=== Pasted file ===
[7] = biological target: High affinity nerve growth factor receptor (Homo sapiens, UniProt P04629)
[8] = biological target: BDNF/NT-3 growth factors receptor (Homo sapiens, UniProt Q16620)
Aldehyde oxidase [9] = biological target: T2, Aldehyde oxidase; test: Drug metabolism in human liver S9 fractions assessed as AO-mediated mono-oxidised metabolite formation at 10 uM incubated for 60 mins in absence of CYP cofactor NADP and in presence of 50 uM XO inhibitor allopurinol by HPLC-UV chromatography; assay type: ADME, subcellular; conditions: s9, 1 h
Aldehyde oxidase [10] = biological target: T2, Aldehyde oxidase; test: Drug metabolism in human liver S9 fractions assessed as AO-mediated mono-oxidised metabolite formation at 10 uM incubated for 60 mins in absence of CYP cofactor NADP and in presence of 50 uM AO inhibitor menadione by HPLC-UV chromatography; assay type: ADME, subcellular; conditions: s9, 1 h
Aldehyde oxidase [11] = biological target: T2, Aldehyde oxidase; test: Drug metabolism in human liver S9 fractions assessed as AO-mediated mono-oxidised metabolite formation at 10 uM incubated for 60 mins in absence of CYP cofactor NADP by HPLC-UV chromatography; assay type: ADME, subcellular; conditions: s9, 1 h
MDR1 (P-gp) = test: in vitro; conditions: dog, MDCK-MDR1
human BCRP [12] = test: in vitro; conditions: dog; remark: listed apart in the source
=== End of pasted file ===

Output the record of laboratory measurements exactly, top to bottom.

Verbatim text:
[7] = biological target: High affinity nerve growth factor receptor (Homo sapiens, UniProt P04629)
[8] = biological target: BDNF/NT-3 growth factors receptor (Homo sapiens, UniProt Q16620)
Aldehyde oxidase [9] = biological target: T2, Aldehyde oxidase; test: Drug metabolism in human liver S9 fractions assessed as AO-mediated mono-oxidised metabolite formation at 10 uM incubated for 60 mins in absence of CYP cofactor NADP and in presence of 50 uM XO inhibitor allopurinol by HPLC-UV chromatography; assay type: ADME, subcellular; conditions: s9, 1 h
Aldehyde oxidase [10] = biological target: T2, Aldehyde oxidase; test: Drug metabolism in human liver S9 fractions assessed as AO-mediated mono-oxidised metabolite formation at 10 uM incubated for 60 mins in absence of CYP cofactor NADP and in presence of 50 uM AO inhibitor menadione by HPLC-UV chromatography; assay type: ADME, subcellular; conditions: s9, 1 h
Aldehyde oxidase [11] = biological target: T2, Aldehyde oxidase; test: Drug metabolism in human liver S9 fractions assessed as AO-mediated mono-oxidised metabolite formation at 10 uM incubated for 60 mins in absence of CYP cofactor NADP by HPLC-UV chromatography; assay type: ADME, subcellular; conditions: s9, 1 h
MDR1 (P-gp) = test: in vitro; conditions: dog, MDCK-MDR1
human BCRP [12] = test: in vitro; conditions: dog; remark: listed apart in the source